There are a lot of reasons CRPS is an incredibly frustrating condition, one of the biggest frustrations is that pain is more intense than it should be. Things that shouldn’t cause any kind of discomfort whatsoever, such as lightly brushing up against a door, or being touched by someone else, can be excruciating.
Worse than the pain is that many medical professionals are unfamiliar with CRPS and might suggest that the pain is psychosomatic, or it’s all in their head, as if they’re making it up. This only increases the feelings of anxiety and dread that the patient is already experiencing.
Causes of CRPS
Although the exact cause of CRPS remains unknown, many potential causes of CRPS have been linked to some sort of negligence, such as an error committed by a medical professional, or trauma due to an at-fault driver causing a car accident. The victim of such negligence may be able to take legal action as a result.
There are several different types of injuries that can lead to CRPS, the most common being a broken bone. When a bone is splintered, fragments can cause severe nerve damage. A very tight cast could irritate nerves to the point where CRPS develops. A fairly minor muscle strain or joint sprain could rupture tissues or stretch nerves.
Proving that someone else caused the accident that led to your traumatic injury also takes the skill of a seasoned personal injury lawyer. Your personal injury attorney will have to produce strong evidence, and will have to be able to persuade an insurance company (or a jury if the case goes to trial) that you are entitled to every penny you’re requesting.
Diagnosing and Treating CRPS
Experts believe that the earlier someone is diagnosed with CRPS, the better their chances are of achieving full recovery. However, it can be extremely difficult to make a diagnosis, sometimes even taking years for a medical professional to determine the cause of the pain.
Due to its rarity, physicians will typically try to rule out other conditions before making a CRPS diagnosis. They’ll perform thorough examinations, take extensive tests, and also look at a patient’s medical history.
Despite a lack of complete information of the condition, physicians believe that some treatments could eventually help a patient recover completely. Options include the following:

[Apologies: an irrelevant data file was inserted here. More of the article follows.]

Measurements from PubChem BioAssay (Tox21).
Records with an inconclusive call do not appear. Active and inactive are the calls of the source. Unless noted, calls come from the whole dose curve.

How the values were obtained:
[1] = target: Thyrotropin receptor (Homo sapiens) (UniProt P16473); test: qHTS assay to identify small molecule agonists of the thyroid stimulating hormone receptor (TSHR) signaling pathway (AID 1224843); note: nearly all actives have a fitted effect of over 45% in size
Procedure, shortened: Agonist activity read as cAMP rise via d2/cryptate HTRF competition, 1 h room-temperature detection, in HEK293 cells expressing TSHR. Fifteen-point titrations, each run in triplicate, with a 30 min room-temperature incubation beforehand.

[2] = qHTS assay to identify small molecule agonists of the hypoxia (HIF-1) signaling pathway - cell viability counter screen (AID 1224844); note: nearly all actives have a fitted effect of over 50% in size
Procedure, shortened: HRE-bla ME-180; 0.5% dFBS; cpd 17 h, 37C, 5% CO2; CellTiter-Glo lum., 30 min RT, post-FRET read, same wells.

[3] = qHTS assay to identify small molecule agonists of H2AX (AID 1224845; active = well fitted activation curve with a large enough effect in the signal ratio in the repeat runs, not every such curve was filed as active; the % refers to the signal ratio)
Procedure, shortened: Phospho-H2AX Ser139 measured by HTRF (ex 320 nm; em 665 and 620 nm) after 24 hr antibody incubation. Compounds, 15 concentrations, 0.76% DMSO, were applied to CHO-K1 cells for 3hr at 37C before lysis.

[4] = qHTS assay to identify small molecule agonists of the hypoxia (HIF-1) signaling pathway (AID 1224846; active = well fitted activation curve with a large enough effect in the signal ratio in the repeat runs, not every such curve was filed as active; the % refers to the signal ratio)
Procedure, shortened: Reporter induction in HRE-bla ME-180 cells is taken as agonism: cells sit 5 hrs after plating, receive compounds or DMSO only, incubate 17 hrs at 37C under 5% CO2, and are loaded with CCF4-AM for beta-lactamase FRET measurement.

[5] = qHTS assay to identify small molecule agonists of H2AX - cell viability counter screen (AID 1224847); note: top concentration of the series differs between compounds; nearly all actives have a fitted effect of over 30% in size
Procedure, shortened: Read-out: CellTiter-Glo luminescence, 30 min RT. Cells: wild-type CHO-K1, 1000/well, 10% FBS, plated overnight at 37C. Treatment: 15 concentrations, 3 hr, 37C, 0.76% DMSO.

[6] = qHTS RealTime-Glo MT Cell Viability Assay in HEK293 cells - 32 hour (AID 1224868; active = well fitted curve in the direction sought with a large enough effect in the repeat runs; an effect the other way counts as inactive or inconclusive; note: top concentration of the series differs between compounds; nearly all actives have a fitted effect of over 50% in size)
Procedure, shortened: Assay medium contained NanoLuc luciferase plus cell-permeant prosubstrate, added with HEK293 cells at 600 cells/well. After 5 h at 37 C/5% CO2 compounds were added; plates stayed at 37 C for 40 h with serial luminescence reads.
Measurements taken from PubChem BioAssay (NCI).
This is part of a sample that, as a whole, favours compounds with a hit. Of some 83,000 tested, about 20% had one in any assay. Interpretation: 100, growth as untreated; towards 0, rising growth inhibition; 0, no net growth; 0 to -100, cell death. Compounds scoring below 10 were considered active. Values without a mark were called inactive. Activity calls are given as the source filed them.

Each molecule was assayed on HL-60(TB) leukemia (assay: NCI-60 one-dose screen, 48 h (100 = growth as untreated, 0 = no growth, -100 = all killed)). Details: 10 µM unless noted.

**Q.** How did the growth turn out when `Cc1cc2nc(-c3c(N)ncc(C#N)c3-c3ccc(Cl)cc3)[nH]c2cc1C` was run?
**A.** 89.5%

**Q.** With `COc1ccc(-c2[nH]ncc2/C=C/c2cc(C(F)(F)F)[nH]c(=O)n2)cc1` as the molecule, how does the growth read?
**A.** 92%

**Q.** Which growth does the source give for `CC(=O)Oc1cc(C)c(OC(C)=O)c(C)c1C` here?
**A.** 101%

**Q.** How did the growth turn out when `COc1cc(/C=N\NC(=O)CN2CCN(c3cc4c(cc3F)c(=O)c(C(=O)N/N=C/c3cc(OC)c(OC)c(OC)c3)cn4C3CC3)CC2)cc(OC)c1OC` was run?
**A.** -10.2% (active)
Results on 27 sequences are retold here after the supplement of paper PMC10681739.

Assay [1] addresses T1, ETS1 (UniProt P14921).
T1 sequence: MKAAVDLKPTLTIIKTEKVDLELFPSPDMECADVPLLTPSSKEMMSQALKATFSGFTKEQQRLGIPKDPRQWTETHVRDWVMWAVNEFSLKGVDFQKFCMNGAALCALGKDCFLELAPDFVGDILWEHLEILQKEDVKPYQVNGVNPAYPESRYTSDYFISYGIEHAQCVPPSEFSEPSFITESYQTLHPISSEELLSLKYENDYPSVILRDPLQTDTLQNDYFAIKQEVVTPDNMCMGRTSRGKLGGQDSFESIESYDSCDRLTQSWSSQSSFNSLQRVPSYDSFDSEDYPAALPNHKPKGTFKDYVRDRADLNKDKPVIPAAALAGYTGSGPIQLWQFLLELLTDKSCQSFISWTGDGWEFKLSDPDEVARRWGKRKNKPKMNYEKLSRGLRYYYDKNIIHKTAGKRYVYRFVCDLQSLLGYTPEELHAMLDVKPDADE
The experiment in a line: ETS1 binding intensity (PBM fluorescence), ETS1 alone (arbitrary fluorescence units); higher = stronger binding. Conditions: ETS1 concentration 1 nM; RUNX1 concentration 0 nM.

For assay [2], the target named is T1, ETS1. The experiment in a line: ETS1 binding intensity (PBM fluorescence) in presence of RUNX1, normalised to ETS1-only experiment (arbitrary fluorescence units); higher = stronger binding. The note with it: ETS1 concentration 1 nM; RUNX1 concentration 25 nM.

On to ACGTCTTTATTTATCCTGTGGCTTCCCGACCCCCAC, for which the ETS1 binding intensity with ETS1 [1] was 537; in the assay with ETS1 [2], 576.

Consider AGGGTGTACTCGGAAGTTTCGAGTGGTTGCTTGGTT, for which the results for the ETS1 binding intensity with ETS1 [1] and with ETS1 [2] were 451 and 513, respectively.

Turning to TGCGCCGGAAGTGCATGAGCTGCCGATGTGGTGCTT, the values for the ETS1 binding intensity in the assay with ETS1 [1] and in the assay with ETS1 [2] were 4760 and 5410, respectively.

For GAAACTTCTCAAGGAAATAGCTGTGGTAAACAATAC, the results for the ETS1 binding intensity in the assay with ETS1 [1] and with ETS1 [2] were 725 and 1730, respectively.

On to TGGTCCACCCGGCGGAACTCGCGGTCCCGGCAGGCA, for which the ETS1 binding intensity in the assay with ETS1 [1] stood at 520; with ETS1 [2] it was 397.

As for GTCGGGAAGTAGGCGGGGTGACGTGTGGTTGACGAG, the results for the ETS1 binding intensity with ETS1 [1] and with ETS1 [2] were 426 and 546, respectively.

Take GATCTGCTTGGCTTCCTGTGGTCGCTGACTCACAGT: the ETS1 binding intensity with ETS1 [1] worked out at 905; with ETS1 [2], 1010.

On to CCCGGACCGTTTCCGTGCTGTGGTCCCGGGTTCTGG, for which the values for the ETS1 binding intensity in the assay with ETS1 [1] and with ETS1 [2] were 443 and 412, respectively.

- Neurosurgery or orthopedic surgery
- Occupational therapy
- Physical therapy
- Spinal cord stimulation
- Pain management therapy
CRPS is Often Misdiagnosed or Not Treated Promptly
Although there are several forms of treatment that are believed to lead to recovery, unfortunately there’s still no cure for CRPS, nor is there specific testing to diagnose the disorder. As a result, it’s very difficult for patients to get the treatment they need.
Don’t accept a doctor’s explanation that you’re only experiencing such debilitating pain due to a psychological cause or reason. You know your body, and you know this isn’t due to your imagination.
How a CRPS Attorney Can Help
No one should have to deal with the horrible consequences of CRPS – especially someone who dealt with this condition due to someone else’s negligence. Doctors can obviously help with the physical consequences, but an experienced personal injury attorney can help with the financial consequences.
A Chicago personal injury lawyer from Horwitz, Horwitz & Associates will work to secure compensation on your behalf, money that can cover all of the expenses you’ve incurred.
Compensation You May Be Able to Recover
When someone is harmed due to negligence there are two main types of compensation they may be able to recover – economic and non-economic damages.
Economic damages are tangible. They include medical bills, property damage, lost wages, prescriptions and many others. Non-economic damages, on the other hand, are more subjective. Examples include pain and suffering, emotional and mental trauma, and others.
While rare, there are some instances where a victim of negligence may be able to obtain punitive damages.
As the name implies, these are meant to punish the defendant. A person who chooses to drive while intoxicated, for instance, and causes an accident that results in a severe injury, could face punitive damages. The amount awarded will typically be significantly higher.
Suffering from Complex Regional Pain Syndrome? We can help.
CRPS can sometimes lead to a lifetime of debilitation that requires intensive medical care. This, of course, is incredibly expensive. If someone else’s negligence has led to your CRPS diagnosis, please contact a Horwitz, Horwitz & Associates attorney as soon as you can.
Our firm has an extensive track record of success, and we’re ready to put our skill and knowledge to work for you.
When you contact us for a free review of your case, we’ll listen carefully to all of the details. If you choose us to represent you, we’ll conduct a thorough investigation into what caused you to develop CRPS. Our attorneys will work diligently to uncover the evidence it takes to make your case as strong as possible.
We invite you to get in touch with us as soon as you can to learn more about how we may be able to help. You can give us a call at (800) 985-1819 to get in touch, or you can use our online form.